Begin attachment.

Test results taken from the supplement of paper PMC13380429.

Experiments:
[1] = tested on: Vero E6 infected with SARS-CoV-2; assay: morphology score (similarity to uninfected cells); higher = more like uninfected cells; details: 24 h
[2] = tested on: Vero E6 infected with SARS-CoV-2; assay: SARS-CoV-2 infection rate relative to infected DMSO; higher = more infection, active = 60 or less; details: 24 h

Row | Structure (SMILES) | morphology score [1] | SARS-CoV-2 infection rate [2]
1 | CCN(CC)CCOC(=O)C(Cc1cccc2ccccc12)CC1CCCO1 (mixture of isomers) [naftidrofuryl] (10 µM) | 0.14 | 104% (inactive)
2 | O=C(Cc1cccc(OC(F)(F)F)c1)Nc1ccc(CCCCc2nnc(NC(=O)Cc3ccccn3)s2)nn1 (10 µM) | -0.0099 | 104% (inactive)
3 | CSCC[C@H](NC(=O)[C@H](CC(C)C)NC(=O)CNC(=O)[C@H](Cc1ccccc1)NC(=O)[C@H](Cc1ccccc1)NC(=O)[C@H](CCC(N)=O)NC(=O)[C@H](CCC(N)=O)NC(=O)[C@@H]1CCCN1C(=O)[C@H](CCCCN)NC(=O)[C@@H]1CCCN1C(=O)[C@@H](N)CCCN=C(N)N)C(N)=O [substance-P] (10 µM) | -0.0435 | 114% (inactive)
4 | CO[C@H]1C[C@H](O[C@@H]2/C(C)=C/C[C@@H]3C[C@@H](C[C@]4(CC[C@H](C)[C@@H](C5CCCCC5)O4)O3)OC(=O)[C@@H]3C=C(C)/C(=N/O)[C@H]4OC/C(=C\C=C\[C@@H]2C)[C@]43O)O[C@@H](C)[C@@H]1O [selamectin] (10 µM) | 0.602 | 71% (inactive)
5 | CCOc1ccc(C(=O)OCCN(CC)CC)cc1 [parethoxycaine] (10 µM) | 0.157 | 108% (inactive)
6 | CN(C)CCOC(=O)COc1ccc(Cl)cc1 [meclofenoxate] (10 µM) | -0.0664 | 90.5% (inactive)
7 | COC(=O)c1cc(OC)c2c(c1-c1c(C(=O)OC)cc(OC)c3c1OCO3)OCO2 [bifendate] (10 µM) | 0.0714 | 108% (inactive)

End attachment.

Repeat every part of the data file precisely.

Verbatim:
Test results taken from the supplement of paper PMC13380429.

Experiments:
[1] = tested on: Vero E6 infected with SARS-CoV-2; assay: morphology score (similarity to uninfected cells); higher = more like uninfected cells; details: 24 h
[2] = tested on: Vero E6 infected with SARS-CoV-2; assay: SARS-CoV-2 infection rate relative to infected DMSO; higher = more infection, active = 60 or less; details: 24 h

Row | Structure (SMILES) | morphology score [1] | SARS-CoV-2 infection rate [2]
1 | CCN(CC)CCOC(=O)C(Cc1cccc2ccccc12)CC1CCCO1 (mixture of isomers) [naftidrofuryl] (10 µM) | 0.14 | 104% (inactive)
2 | O=C(Cc1cccc(OC(F)(F)F)c1)Nc1ccc(CCCCc2nnc(NC(=O)Cc3ccccn3)s2)nn1 (10 µM) | -0.0099 | 104% (inactive)
3 | CSCC[C@H](NC(=O)[C@H](CC(C)C)NC(=O)CNC(=O)[C@H](Cc1ccccc1)NC(=O)[C@H](Cc1ccccc1)NC(=O)[C@H](CCC(N)=O)NC(=O)[C@H](CCC(N)=O)NC(=O)[C@@H]1CCCN1C(=O)[C@H](CCCCN)NC(=O)[C@@H]1CCCN1C(=O)[C@@H](N)CCCN=C(N)N)C(N)=O [substance-P] (10 µM) | -0.0435 | 114% (inactive)
4 | CO[C@H]1C[C@H](O[C@@H]2/C(C)=C/C[C@@H]3C[C@@H](C[C@]4(CC[C@H](C)[C@@H](C5CCCCC5)O4)O3)OC(=O)[C@@H]3C=C(C)/C(=N/O)[C@H]4OC/C(=C\C=C\[C@@H]2C)[C@]43O)O[C@@H](C)[C@@H]1O [selamectin] (10 µM) | 0.602 | 71% (inactive)
5 | CCOc1ccc(C(=O)OCCN(CC)CC)cc1 [parethoxycaine] (10 µM) | 0.157 | 108% (inactive)
6 | CN(C)CCOC(=O)COc1ccc(Cl)cc1 [meclofenoxate] (10 µM) | -0.0664 | 90.5% (inactive)
7 | COC(=O)c1cc(OC)c2c(c1-c1c(C(=O)OC)cc(OC)c3c1OCO3)OCO2 [bifendate] (10 µM) | 0.0714 | 108% (inactive)